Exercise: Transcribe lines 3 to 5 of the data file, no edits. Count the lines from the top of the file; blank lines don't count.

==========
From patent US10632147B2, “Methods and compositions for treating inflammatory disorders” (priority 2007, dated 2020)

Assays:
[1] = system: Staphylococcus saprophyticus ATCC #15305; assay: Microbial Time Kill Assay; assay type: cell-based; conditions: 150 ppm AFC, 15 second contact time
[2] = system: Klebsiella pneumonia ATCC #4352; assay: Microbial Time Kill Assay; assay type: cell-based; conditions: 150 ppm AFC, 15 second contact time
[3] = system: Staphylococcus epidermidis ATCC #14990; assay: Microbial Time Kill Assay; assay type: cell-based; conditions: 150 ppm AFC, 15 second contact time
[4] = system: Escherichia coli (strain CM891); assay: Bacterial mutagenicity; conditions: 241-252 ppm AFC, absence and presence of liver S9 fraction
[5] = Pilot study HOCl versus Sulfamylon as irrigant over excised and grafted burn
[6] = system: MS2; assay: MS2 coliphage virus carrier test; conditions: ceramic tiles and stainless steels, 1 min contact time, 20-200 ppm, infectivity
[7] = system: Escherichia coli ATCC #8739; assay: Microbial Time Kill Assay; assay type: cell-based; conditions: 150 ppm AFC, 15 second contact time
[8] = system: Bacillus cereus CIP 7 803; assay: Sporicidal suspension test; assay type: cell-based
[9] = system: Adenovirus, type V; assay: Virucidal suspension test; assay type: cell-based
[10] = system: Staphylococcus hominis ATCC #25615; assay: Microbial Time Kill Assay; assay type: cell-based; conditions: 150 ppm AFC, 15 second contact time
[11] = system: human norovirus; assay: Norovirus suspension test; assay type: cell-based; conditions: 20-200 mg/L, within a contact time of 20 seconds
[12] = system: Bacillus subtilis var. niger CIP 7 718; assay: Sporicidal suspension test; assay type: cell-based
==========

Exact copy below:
[1] = system: Staphylococcus saprophyticus ATCC #15305; assay: Microbial Time Kill Assay; assay type: cell-based; conditions: 150 ppm AFC, 15 second contact time
[2] = system: Klebsiella pneumonia ATCC #4352; assay: Microbial Time Kill Assay; assay type: cell-based; conditions: 150 ppm AFC, 15 second contact time
[3] = system: Staphylococcus epidermidis ATCC #14990; assay: Microbial Time Kill Assay; assay type: cell-based; conditions: 150 ppm AFC, 15 second contact time